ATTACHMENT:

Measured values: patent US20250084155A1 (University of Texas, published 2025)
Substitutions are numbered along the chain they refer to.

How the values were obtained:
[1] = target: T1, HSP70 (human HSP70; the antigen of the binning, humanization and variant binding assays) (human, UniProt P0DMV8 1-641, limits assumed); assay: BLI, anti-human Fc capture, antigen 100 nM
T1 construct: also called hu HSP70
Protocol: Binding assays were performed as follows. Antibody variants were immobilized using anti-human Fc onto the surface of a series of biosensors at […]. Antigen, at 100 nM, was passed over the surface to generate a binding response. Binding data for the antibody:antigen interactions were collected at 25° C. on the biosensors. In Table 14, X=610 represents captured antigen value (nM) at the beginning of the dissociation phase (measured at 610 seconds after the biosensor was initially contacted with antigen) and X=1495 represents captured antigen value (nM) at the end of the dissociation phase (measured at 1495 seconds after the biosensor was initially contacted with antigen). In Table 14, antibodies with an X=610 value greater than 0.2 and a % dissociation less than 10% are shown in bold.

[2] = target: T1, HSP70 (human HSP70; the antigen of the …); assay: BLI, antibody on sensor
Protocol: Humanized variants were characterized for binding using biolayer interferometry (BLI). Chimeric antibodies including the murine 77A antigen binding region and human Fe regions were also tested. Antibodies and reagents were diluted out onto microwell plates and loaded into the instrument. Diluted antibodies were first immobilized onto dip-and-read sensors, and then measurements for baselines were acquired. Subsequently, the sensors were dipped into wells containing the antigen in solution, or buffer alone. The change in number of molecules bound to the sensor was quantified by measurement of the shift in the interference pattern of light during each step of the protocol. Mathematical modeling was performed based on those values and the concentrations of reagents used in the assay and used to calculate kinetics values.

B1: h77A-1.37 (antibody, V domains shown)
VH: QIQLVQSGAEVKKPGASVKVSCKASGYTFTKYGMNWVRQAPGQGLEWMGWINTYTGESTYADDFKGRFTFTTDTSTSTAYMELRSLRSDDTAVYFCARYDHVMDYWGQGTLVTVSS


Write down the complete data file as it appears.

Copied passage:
Measured values: patent US20250084155A1 (University of Texas, published 2025)
Substitutions are numbered along the chain they refer to.

How the values were obtained:
[1] = target: T1, HSP70 (human HSP70; the antigen of the binning, humanization and variant binding assays) (human, UniProt P0DMV8 1-641, limits assumed); assay: BLI, anti-human Fc capture, antigen 100 nM
T1 construct: also called hu HSP70
Protocol: Binding assays were performed as follows. Antibody variants were immobilized using anti-human Fc onto the surface of a series of biosensors at […]. Antigen, at 100 nM, was passed over the surface to generate a binding response. Binding data for the antibody:antigen interactions were collected at 25° C. on the biosensors. In Table 14, X=610 represents captured antigen value (nM) at the beginning of the dissociation phase (measured at 610 seconds after the biosensor was initially contacted with antigen) and X=1495 represents captured antigen value (nM) at the end of the dissociation phase (measured at 1495 seconds after the biosensor was initially contacted with antigen). In Table 14, antibodies with an X=610 value greater than 0.2 and a % dissociation less than 10% are shown in bold.

[2] = target: T1, HSP70 (human HSP70; the antigen of the …); assay: BLI, antibody on sensor
Protocol: Humanized variants were characterized for binding using biolayer interferometry (BLI). Chimeric antibodies including the murine 77A antigen binding region and human Fe regions were also tested. Antibodies and reagents were diluted out onto microwell plates and loaded into the instrument. Diluted antibodies were first immobilized onto dip-and-read sensors, and then measurements for baselines were acquired. Subsequently, the sensors were dipped into wells containing the antigen in solution, or buffer alone. The change in number of molecules bound to the sensor was quantified by measurement of the shift in the interference pattern of light during each step of the protocol. Mathematical modeling was performed based on those values and the concentrations of reagents used in the assay and used to calculate kinetics values.

B1: h77A-1.37 (antibody, V domains shown)
VH: QIQLVQSGAEVKKPGASVKVSCKASGYTFTKYGMNWVRQAPGQGLEWMGWINTYTGESTYADDFKGRFTFTTDTSTSTAYMELRSLRSDDTAVYFCARYDHVMDYWGQGTLVTVSS